By Georgia roadmap I simply mean that his response to a popular overthrow of his puppet leader, and the weakening of the Russian-leaning border regions, resulted in an invasion by Russia and then a leveling of cities when they can't march right in. It shouldn't have been too hard to predict Putin would invade looking at that invasion. And the lack of sanctions would have emboldened him, no wonder he's miscalculation the response to invading Ukraine, when there was little reaction (relatively speaking) to Georgia.
 

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Maybe. I wasn't aware that there was a fuller clip. I wasn't vetting every single tweet that came up. I saw a video of a Ukrainian presenter with a picture of Eichmann seemingly no longer giving a feck if the world viewed Ukrainians as Nazis (something that is a minority problem, which I have always said in this thread) and thought that relevant to the idea of war being unpredictable (Dwayne's WWII rise of the blackshirts was the background, here). It wasn't intended to rile anyone up or paint a picture of all Ukrainians as Nazis or neo-Nazis (I've always said that it is clearly a minority problem, the Azov, and a problem which has to do with convenience insofar as Ukraine is fighting a civil war and now against an invasion and you won't turn down whatever fighters you think will help; the larger point being the scope of political reform of a marginal movement post-War). So I think this has been a genuine misunderstanding.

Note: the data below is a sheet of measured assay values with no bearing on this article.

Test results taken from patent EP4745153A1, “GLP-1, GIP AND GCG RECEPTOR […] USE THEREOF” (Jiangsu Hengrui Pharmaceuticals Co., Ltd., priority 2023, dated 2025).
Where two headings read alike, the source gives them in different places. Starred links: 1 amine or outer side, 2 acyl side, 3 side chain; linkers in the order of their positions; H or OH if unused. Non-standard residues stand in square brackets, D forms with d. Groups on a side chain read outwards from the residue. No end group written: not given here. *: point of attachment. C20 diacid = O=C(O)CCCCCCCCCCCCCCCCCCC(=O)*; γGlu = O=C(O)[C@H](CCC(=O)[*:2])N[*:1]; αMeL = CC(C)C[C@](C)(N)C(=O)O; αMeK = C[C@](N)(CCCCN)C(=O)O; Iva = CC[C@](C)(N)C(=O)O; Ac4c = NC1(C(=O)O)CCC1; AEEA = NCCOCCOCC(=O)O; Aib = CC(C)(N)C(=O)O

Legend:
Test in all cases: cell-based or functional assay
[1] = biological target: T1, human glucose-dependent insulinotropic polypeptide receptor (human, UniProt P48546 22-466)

Videos offer a lot of ways for manipulation, translation/subtitles even more. So maybe when seeing something with so much room for doctoring it makes sense to actually spend those two seconds to click on the profile, right click and google the organization named in the profile and arrive at: "MintPress News is a left-leaning American online news website founded and edited by Mnar Adley which was launched in January 2012 and employs many Russia Today affiliates. " before posting it here and telling people off for questioning the source?
 

Mciahel Goodman

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Videos offer a lot of ways for manipulation, translation/subtitles even more. So maybe when seeing something with so much room for doctoring it makes sense to actually spend those two seconds to click on the profile, right click and google the organization named in the profile and arrive at: "MintPress News is a left-leaning American online news website founded and edited by Mnar Adley which was launched in January 2012 and employs many Russia Today affiliates. " before posting it here and telling people off for questioning the source?